I was lucky enough to attend last week’sEuropean Cancer Congress in Vienna, where nearly 20,000 researchers, oncologists, radiologists, policy makers and patients came together to talk about the latest in cancer research and treatment.
It was a packed programme and with 12 parallel sessions, not possible to see everything by a long way, but I did attend several of the talks from researchers here at The Institute of Cancer Research. One of the highlights was an interesting talk on combining radiotherapy with other treatments, including immunotherapy, which was delivered by Professor Kevin Harrington, Professor of Biological Cancer Therapies here at the ICR.
It was a topic I didn't know much about and I was fascinated to learn that you can use radiotherapy to sensitise tumours to immunotherapy. I heard that for decades we used to think that radiotherapy had its main impact on cancer cells directly, but that more recently we have learned that it can also prime the tumour for immune treatments by making cancer cells more susceptible to the effects of the immune system. Professor Harrington even explained that radiotherapy could be described as a form of immunotherapy as it activates an immune response as well as causing cell death.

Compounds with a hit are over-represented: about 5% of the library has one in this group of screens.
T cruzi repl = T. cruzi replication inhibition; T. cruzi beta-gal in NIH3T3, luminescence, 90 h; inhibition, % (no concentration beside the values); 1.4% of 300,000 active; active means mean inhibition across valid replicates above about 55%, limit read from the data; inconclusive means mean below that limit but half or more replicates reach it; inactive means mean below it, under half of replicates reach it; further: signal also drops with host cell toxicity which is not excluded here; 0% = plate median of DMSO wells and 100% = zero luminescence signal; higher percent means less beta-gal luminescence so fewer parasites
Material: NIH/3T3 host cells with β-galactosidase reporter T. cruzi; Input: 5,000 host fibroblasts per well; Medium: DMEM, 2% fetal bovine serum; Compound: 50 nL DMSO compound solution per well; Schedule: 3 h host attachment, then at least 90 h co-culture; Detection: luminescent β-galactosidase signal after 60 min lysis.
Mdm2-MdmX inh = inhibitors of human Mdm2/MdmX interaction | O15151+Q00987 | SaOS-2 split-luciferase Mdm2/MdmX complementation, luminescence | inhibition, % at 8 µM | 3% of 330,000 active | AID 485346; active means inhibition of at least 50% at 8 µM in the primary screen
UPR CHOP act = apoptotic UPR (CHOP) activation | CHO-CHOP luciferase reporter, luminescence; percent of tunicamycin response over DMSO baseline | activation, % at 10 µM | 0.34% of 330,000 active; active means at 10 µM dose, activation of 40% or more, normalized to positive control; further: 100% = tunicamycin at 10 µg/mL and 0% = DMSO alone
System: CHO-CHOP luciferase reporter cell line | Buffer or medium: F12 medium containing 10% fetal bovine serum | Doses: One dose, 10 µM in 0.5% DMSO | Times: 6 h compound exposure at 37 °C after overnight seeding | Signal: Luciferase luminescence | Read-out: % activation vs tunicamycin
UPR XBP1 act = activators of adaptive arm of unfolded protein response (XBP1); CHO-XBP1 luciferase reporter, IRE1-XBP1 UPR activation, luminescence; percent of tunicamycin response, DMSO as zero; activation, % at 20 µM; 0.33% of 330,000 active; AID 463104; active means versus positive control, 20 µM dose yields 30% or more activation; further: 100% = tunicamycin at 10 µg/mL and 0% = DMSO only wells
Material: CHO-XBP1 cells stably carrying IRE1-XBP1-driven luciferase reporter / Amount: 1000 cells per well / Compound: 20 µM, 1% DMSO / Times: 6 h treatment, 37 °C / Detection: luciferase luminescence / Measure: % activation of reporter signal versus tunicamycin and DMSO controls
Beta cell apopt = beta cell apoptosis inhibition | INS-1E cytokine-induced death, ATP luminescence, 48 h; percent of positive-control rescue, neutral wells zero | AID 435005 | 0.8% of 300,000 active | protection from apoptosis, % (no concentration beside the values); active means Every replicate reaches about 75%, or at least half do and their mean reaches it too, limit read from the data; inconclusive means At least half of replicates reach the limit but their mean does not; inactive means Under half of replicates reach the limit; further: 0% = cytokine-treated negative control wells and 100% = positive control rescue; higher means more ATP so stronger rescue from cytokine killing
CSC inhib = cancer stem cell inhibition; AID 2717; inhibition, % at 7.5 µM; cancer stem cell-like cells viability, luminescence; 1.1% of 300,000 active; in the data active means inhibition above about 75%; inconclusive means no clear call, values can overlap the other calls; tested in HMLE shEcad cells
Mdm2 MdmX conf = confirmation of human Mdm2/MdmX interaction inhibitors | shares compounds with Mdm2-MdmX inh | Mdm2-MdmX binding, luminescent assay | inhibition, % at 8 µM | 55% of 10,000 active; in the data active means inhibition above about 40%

Professor Harrington's talk was in a session which explored this concept of combining radiotherapy with other treatments from several angles. Two speakers, Dr Sandra Demaria and Professor Philipp Beckhove, focused their talks on the molecular changes which occur in cells treated with radiotherapy and how this can affect the response to later treatments.
Professor Harrington went on to talk about his work combining radiotherapy with viral therapy. He presented some of his clinical data from trials, in particular one where he had used a genetically engineered herpes virus to halt the progression of skin cancer by killing cancer cells and sparking the immune system into action.
The next steps will be looking at adding further agents into the combinations, such as immunotherapy agents. Checkpoint inhibitors – which use antibody-mimicking compounds targeting the cancer cells to produce an immune reaction – are showing promise in the clinic.
He described investigating these different treatment combinations as almost like a jigsaw puzzle, where you have the pieces – radiotherapy, immunotherapy and viral therapies – and you have to find the best way of fitting them together for each patient. And all without the help of a picture on the front cover!
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